“Whilst we celebrate the return of all of the Miami Five to Cuba, and the changes foreshadowed in President Obama’s speech are to be welcomed, we have to emphasise that the blockade has not ended.”
US Embassy, Grosvenor Square, London (Bond St tube)
Thursday 1 December 2011, 6pm-7.15pm
US EmbassyGrosvenor Square, London (Bond St tube)
with special guests from Cuba – the mothers of the Miami 5:Mirta Rodriguez PerezIrma Sehwerert MilehamMagali Llort Ruiz
The following extracts are from an interview with Professor Jose Bell Lara, of the Faculty of Social Sciences, University of Havana. The full interview first appeared on Links: international journal of socialist renewal.
By Brian George
Photo hoyasmeg/James Emery
There has been extensive coverage of the news that Cuba is to reduce state sector employment by half a million and transfer these workers to the non-state, including the private, sectors. Some of this comment, for example in the Financial Times and Wall Street Journal, interprets this as a move towards capitalism and free markets. More accurate and sophisticated analysis has been given by Latin American specialists. (Also see previous articles on this website here and here.)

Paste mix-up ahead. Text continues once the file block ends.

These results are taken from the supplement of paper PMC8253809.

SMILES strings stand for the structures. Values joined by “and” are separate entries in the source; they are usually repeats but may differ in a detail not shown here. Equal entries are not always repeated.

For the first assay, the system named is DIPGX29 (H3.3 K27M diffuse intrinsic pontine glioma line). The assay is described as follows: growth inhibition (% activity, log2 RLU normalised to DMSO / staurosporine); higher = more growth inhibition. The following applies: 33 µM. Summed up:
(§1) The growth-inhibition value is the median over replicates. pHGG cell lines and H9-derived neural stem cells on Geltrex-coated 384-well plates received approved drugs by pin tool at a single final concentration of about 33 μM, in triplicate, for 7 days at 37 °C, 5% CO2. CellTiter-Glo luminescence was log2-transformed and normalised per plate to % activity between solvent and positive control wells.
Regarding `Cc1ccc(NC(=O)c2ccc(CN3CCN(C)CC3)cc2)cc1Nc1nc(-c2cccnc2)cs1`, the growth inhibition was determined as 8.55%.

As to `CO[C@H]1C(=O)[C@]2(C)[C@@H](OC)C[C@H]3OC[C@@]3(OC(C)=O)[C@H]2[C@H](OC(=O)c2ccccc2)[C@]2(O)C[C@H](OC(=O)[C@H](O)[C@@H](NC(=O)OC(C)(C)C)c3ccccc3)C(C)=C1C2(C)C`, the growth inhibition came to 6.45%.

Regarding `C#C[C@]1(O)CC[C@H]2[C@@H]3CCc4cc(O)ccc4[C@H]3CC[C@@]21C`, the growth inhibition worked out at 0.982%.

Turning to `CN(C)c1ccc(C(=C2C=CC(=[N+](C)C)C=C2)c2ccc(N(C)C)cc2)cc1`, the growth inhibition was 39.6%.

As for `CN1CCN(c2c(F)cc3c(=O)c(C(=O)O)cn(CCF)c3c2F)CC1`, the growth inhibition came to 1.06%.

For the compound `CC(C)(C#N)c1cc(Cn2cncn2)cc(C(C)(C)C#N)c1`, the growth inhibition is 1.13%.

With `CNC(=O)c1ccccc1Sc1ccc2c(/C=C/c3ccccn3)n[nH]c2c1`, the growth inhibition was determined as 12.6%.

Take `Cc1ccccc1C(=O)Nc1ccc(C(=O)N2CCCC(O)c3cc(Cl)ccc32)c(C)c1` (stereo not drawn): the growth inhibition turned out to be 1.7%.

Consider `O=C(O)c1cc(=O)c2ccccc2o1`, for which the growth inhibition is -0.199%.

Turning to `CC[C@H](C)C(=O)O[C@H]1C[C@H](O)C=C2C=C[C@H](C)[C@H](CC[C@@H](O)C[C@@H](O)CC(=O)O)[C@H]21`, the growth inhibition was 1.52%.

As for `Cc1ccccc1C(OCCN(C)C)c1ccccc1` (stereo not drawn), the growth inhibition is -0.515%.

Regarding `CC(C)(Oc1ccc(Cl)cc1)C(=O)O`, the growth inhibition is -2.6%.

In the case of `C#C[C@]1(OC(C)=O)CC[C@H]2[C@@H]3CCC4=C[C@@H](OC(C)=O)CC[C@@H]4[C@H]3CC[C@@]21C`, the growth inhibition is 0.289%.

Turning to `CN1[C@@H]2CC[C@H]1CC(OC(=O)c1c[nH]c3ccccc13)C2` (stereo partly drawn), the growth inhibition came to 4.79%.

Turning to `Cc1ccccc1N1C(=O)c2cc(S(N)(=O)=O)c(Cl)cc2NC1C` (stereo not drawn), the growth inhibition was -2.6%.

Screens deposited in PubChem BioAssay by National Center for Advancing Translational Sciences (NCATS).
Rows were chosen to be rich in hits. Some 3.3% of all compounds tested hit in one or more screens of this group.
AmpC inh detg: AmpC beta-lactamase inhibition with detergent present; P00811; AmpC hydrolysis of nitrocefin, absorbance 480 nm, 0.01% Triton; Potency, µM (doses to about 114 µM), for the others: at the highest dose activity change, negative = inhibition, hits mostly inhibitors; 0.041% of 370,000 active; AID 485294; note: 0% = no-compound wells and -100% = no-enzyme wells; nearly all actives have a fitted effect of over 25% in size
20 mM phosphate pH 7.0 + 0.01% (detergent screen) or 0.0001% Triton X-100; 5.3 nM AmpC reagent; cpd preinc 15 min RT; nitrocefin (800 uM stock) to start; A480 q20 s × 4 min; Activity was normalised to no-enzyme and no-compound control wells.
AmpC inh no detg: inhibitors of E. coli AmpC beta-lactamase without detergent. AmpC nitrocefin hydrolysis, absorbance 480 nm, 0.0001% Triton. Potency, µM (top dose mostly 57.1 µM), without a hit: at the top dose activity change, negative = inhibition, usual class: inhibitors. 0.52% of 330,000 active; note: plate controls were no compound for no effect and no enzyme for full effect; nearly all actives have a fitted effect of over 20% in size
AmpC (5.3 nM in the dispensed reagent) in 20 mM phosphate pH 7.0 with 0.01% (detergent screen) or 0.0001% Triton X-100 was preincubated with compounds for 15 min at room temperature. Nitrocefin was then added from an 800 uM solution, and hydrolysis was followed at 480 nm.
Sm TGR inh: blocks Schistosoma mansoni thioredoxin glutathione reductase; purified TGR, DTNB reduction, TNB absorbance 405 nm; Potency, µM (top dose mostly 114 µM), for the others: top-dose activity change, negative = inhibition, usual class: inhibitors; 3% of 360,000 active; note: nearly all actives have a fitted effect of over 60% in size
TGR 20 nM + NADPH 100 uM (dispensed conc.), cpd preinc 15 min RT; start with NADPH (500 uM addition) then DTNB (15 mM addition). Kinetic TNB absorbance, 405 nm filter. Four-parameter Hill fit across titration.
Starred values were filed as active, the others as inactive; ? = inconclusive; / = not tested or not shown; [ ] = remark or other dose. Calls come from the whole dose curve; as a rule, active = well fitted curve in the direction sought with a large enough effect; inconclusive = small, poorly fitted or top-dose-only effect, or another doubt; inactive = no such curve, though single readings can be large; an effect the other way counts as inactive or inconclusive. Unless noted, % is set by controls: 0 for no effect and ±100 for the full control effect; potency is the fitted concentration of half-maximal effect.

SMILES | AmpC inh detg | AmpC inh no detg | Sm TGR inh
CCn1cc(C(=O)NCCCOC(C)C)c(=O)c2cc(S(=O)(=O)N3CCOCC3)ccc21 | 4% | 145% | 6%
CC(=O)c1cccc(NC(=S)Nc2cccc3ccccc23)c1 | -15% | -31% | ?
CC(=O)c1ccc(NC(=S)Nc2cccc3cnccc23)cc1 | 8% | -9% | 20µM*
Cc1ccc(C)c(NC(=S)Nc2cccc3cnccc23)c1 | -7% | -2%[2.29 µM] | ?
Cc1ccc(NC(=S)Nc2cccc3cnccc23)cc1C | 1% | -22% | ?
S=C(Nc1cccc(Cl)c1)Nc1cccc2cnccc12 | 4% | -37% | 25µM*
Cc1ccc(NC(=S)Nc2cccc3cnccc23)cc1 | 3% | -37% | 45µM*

By Brian George
That the Financial Times and Wall Street Journal should wishfully, and inaccurately, hope Cuba’s recent economic policy changes represent an embrace of capitalism is not surprising. But in addition to this hostile analysis there has also been comment on these new economic policies that comes from friends of Cuba. As it comes from friends, the following comments are also meant strictly in that light of friendly discussion.
A great deal of media publicity has been given to the news that Cuba is to reduce state sector employment by half a million and transfer these workers to the non-state, including private, sectors. The eventual aim is to transfer about one million of Cuba’s state workers to the non-state sector.
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